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Is Your Website Putting Customers at Risk for Identity Theft?

In a perfect world, every website would be SSL encrypted; there would be no concerns about submitting credit card information through a Web form. In reality, many websites are lagging far behind, without using encryption.

The biggest problem is customers don’t know their credit card information isn’t being safely transmitted when a website isn’t using SSL.

SSL is no longer optional

As a business owner, it is your responsibility to protect your customers wherever possible. This includes securing your website with SSL. SSL stands for “secure sockets layer” and provides a secure, encrypted connection between a web browser and the server being interacted with.

Since information submitted through Web forms passes through multiple channels prior to reaching its destination, there is great risk involved when that information is not encrypted. SSL encrypts data submitted through Web forms. Even if the data is intercepted, it can’t be read.

Are you putting your customers at risk for identity theft?

Skimping on SSL encryption has the potential to destroy a customer’s financial life. If your visitors submit their credit card information through an unencrypted connection, they’re more likely to become a victim of identity theft.

According to the credit experts at Lexington Law, “When you fall victim to identity theft, your credit score also falls. Typically, a criminal will open accounts, apply for new loans or lines of credit under the name of their victims, and then not pay the bills. When this happens, scores plummet. Credit inquiries also impact your score and bring it down by a few points each time a lender checks your credit report.”

Identity theft is worse than a fraudulent credit card charge

When someone steals credit card information and makes an unauthorized purchase, it’s easy to file a claim and be refunded by the bank. Recovering from identity theft isn’t as simple. The damage is often realized when it’s too late, and the victim’s credit reputation has been destroyed.

Although consumers can file a fraud alert to let creditors and potential landlords know their identity has been stolen, it doesn’t restore their credit score immediately. The unauthorized, unpaid bills can remain on their credit report for years and it’s a hassle to clean up.

While a fraud alert will be visible to anyone checking their credit report, they’ll have a lot of explaining to do when applying for lines of credit, renting an apartment or applying for a job.

If one of your customers winds up a victim of identity theft because you didn’t secure their credit card information, you could be putting their ability to gain employment at risk.

It’s common today for hiring managers to check a person’s credit prior to hiring them. As Brian Larsen discovered, having bad credit can trump your expertise in your industry.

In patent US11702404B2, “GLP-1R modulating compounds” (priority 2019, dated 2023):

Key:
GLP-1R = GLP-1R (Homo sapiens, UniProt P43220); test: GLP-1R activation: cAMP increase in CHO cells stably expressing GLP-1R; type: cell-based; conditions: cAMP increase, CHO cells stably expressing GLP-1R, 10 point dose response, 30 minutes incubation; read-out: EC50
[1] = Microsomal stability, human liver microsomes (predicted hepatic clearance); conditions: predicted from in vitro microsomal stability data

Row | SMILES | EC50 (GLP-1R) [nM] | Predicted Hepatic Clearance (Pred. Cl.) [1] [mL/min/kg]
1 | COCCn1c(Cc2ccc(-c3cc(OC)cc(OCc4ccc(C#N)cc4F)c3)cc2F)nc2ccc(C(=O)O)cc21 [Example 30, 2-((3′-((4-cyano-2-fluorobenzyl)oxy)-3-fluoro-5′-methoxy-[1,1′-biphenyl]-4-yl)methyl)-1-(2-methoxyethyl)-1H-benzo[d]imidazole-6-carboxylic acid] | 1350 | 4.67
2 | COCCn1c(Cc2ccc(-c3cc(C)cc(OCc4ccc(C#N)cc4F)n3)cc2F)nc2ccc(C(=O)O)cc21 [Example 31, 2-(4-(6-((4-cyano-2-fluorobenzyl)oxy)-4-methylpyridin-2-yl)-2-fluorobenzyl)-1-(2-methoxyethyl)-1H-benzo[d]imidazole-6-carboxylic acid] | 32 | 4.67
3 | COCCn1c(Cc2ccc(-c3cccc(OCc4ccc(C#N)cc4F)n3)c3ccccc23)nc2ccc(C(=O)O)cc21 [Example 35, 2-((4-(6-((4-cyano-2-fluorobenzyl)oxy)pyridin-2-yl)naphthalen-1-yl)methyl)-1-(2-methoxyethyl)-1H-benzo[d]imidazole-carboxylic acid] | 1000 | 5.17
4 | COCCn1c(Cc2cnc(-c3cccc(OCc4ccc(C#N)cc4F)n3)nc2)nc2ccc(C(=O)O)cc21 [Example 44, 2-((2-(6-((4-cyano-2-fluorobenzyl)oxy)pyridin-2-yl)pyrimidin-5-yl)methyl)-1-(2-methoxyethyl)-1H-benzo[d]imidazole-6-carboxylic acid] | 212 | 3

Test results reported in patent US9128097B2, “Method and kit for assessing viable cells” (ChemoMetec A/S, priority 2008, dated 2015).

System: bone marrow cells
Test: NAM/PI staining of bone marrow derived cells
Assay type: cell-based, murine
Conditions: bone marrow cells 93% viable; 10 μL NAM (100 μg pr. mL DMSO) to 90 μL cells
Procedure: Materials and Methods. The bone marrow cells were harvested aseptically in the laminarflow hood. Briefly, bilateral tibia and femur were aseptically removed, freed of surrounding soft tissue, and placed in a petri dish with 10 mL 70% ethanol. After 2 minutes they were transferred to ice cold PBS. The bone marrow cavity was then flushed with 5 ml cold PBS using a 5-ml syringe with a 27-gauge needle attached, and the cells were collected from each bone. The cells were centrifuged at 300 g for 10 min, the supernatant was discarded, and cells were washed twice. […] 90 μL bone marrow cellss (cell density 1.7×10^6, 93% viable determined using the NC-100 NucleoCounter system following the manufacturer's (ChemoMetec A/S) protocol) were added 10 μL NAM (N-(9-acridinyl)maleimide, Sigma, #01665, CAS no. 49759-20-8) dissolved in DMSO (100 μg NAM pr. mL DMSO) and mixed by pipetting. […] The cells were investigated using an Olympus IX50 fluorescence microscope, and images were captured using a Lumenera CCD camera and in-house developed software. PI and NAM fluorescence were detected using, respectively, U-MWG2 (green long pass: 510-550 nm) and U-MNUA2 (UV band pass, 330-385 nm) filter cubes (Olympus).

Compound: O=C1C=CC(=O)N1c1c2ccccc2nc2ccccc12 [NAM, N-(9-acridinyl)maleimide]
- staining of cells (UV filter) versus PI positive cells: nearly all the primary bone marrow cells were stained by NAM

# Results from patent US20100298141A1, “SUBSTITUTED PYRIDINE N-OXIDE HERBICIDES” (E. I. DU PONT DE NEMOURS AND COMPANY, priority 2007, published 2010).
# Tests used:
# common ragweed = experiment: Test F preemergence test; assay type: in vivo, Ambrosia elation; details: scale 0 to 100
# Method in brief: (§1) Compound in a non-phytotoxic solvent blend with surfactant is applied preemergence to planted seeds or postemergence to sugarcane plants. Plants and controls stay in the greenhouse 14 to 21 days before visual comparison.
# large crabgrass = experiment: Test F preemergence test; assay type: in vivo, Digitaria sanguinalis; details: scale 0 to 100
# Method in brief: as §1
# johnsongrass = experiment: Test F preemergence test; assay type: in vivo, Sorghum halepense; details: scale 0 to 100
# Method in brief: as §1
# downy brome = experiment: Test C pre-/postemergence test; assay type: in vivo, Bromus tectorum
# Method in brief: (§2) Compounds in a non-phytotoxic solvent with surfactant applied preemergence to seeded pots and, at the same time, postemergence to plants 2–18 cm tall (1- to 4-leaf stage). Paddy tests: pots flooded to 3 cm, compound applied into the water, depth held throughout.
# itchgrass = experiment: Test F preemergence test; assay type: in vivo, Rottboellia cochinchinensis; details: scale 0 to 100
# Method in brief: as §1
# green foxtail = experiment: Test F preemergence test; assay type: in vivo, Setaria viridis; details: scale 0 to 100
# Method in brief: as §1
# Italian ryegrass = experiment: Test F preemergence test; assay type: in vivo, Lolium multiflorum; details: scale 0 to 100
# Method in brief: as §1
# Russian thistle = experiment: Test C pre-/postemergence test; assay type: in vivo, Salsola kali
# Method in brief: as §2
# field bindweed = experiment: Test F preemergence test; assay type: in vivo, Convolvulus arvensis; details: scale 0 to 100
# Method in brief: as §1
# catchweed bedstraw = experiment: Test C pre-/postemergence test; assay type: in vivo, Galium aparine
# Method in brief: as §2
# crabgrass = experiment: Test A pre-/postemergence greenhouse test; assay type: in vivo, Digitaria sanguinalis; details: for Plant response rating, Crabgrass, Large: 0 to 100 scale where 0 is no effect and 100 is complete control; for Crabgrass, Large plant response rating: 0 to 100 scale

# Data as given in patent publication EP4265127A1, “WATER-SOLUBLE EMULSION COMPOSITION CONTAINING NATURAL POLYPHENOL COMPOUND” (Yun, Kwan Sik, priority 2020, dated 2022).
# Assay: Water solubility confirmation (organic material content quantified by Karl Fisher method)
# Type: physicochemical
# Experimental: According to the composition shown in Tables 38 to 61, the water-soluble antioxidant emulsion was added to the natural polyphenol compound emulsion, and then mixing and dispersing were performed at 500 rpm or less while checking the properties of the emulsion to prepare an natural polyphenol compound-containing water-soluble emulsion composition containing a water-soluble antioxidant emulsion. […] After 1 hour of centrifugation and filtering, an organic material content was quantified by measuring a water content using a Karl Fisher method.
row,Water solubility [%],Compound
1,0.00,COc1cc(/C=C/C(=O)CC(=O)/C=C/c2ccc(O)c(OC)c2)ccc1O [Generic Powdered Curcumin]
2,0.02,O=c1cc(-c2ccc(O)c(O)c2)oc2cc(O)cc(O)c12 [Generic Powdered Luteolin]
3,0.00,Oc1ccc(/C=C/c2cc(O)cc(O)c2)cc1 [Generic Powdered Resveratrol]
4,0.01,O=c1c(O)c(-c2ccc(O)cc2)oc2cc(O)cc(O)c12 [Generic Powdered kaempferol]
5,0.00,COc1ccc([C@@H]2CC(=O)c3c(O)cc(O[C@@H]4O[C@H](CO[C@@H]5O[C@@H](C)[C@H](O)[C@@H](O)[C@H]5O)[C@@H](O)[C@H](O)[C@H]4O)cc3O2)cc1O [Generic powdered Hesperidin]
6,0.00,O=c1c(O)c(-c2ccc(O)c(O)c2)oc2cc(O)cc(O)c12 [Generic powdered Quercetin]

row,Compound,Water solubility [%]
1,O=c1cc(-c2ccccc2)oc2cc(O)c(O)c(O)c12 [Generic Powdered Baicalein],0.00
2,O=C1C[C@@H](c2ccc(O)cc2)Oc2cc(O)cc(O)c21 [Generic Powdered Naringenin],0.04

Working as a banker for 14 years, he failed to land a job for three years. Potential employers used the short sale of his home listed on his credit report to determine that he was high risk. They concluded that because he had missed four mortgage payments that ended in a short sale, he was likely to take a bribe.

Employers need to look out for their business, but good people are getting the short end of the stick. Larsen wasn’t a victim of identity theft, but his story is a good example of how employers will use a poor credit report to deny employment.

It takes time to resolve identity theft, so even when items on the credit report are inaccurate, landlords and hiring managers won’t know it.

How to know if you need an SSL certificate

You need SSL if you’re collecting sensitive information like logins, passwords, financial information, personal data, proprietary information, legal documents, client lists or anything else that should remain confidential.

Obtain your SSL certificate ASAP

Not all SSL certificates are the same. In fact, there are different types of SSL certificates that exist for different purposes. Some certificates cover one domain; others cover multiple domains.

Certificates also vary based on the level of validation needed. There are domain, organization, and extended validation certificates that all serve different purposes.

Your Web host provider likely offers SSL certificates for a decent price. If they’ll set it up for you, it’s worth paying extra. Just be sure you get the right certificate. Don’t buy it online; talk to a live representative to be sure you’re purchasing the correct certificate.


About the Author

Larry Alton is a professional blogger, writer and researcher who contributes to a number of reputable online media outlets and news sources. In addition to journalism, technical writing and in-depth research, he’s also active in his community and spends weekends volunteering with a local non-profit literacy organization and rock climbing. Follow him on Twitter and LinkedIn.
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